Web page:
That day in the cold rain of London, she wasn’t wearing her “EUsupergirl” outfit. For this protest in support of the NHS, Madeleina Kay, 23 years-old, is marching in another costume; a blue striped dress in the style of a nurse. But this Leicester-born girl, still sports her favourite symbols. The flags of the UK and the EU are stitched to her apron, connected by a heart. The message on her placard is clear; “Your Choice: Brexit or the NHS, You Can’t Have Both”. Because of Brexit the number of EU nurses coming to the UK has fallen rapidly and the effect is being felt in the hospitals. “I belong to a generation that is apathetic to the political debate.” Recalled the blonde-haired activist. “We feel like we have been cheated by all the politicians.” Before the EU referendum she was not politically active, she voted Green and quietly studied Landscape Architecture. On the 24th June 2016 she felt lost, “I voted to Remain. I was shocked by the result.” Without hesitation, the daughter of university teachers, wrote a protest song and shared it on social media. Soon after, the Liberal Democrat party organised an anti-Brexit protest in Sheffield City Centre, where she performed her song. Nowadays, her campaign to Stop brexit takes up all of her time. When we meet her in the procession of the NHS march on 3rd Februrary, she was about to participate in the launch of a new political party, before going to Bath the following day to sing at another pro-EU protest – this time wearing her EUSuperGirl outfit. Madeleina loves wearing costumes. She also dresses as an anti-Brexit Pirate “Captain Saboteur”, a nurse… And has even been a Royal Mail postwoman after he collect 1000 letters last year from Remain campaigners, with messages given to the European parliament at Christmas. A few months before, in Brussels, dressed as EUSupergirl and in full view of the press cameras, she was thrown out of a post-Brexit negotiations press conference given by David Davis and Michel Barnier.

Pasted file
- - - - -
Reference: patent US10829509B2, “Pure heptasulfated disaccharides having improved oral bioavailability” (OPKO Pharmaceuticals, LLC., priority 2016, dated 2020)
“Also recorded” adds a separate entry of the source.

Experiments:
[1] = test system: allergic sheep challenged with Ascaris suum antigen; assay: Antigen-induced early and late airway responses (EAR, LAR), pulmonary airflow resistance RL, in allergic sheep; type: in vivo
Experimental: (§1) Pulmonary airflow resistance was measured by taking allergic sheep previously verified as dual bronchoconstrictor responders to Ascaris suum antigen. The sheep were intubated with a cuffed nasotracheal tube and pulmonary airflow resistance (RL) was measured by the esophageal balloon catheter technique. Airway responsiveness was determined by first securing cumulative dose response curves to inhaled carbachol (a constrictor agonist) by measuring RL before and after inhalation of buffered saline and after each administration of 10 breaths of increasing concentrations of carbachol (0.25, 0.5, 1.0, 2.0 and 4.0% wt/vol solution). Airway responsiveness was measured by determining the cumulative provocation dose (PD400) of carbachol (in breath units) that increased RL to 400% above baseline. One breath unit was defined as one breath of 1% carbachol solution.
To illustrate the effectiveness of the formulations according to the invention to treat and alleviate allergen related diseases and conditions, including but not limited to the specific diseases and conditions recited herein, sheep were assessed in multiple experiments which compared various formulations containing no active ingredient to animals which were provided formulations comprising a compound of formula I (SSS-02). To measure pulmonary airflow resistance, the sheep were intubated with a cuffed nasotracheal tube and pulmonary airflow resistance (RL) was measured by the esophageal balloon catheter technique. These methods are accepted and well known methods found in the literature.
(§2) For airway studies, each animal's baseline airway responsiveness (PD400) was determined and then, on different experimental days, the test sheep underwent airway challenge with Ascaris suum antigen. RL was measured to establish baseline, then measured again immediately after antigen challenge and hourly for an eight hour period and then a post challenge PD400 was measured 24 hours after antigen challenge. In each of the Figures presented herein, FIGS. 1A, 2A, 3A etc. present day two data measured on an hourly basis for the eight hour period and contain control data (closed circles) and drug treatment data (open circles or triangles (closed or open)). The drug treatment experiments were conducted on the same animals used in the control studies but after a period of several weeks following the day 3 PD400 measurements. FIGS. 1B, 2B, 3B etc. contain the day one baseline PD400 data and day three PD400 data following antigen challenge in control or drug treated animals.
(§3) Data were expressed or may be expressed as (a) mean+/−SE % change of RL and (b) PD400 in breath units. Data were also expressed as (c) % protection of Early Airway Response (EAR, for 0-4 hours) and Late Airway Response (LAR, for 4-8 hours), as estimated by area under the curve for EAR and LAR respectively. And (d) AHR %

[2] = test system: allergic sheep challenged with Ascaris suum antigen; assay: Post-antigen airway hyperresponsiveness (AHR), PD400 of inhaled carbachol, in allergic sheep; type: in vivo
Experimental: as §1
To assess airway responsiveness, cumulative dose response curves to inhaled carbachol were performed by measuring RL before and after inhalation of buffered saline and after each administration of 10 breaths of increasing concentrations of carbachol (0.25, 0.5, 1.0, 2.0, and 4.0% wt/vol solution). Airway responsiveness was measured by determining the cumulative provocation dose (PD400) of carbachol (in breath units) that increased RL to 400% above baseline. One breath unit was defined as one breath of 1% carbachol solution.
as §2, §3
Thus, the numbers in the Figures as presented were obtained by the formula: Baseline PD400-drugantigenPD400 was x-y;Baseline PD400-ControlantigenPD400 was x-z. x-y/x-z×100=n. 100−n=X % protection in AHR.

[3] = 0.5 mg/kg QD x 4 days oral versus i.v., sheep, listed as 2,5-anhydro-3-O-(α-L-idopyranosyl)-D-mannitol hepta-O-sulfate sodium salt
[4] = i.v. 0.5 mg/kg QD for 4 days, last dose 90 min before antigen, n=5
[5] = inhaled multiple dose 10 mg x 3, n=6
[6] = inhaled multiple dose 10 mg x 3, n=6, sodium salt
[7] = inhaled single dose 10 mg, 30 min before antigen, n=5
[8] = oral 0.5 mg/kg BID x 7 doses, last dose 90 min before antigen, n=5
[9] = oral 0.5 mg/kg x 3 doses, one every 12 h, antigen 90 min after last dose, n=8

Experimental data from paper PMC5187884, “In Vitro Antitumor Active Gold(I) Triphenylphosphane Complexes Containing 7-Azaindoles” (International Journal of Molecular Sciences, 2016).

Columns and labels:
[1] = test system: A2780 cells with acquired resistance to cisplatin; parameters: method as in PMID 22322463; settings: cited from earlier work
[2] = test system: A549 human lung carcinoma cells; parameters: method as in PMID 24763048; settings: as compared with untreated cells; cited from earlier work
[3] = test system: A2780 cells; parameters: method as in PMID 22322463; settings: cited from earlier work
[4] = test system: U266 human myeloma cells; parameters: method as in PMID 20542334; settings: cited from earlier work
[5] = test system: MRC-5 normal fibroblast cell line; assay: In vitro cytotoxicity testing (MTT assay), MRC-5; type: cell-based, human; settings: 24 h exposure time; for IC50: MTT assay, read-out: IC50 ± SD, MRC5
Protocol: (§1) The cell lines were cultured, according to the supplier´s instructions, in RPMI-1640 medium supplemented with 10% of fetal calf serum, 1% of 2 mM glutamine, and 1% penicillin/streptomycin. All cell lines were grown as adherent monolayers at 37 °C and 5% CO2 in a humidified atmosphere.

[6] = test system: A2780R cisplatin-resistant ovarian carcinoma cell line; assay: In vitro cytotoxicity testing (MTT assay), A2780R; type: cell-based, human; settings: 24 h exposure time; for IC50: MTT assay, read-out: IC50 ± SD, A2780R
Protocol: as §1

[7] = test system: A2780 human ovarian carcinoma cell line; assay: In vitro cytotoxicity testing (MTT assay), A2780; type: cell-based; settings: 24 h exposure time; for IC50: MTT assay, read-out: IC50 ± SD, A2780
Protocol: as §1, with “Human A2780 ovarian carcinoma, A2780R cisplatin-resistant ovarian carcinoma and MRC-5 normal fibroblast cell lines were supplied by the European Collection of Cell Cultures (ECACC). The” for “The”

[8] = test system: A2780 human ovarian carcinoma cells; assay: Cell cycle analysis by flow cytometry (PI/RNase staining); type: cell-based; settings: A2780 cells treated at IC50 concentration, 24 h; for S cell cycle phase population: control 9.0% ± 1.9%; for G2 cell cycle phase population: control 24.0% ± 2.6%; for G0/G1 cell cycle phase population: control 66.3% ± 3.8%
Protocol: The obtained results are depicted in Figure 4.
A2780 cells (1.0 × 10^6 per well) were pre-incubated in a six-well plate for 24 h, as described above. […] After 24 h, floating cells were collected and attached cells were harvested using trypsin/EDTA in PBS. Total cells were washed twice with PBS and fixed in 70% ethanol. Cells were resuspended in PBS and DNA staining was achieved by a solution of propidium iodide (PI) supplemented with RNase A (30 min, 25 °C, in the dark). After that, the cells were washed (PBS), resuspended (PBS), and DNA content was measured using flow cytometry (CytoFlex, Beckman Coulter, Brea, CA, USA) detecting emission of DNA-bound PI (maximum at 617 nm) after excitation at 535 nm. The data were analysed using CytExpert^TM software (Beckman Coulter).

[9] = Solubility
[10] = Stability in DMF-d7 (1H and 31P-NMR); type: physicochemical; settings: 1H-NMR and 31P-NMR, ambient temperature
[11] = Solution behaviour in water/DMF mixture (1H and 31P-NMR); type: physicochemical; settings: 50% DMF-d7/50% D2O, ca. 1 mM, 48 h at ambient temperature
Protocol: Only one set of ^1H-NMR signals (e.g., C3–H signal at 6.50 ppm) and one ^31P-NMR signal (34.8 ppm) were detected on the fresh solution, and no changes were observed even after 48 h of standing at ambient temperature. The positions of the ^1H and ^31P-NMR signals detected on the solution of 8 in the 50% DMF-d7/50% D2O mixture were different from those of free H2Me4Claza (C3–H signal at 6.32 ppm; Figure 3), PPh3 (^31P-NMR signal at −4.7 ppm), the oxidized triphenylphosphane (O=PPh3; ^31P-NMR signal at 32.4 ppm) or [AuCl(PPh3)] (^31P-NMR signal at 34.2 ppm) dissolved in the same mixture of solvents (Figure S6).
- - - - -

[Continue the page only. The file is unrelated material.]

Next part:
Hyperactive, the young ativist also writes and illustrates books. She sent her Satirical parody of Alice in Wonderland, “Theresa Maybe in Brexitland” to all the MPs who voted against triggering Article 50. Another work, “Alba White Wolf’s Adventures in Europe” features her immaculate Wolf-dog as the central character, in an adventure around all the EU countries. “A way of showing that the European Union reinforces the diversity and unique identity of all each member state.” In need of funding for her campaigns, her books have been published through crowdfunding. Her travel to protest across the UK are funded, in the most part by Pro EU organisations.


“The European Union is not perfect but much better than Brexit”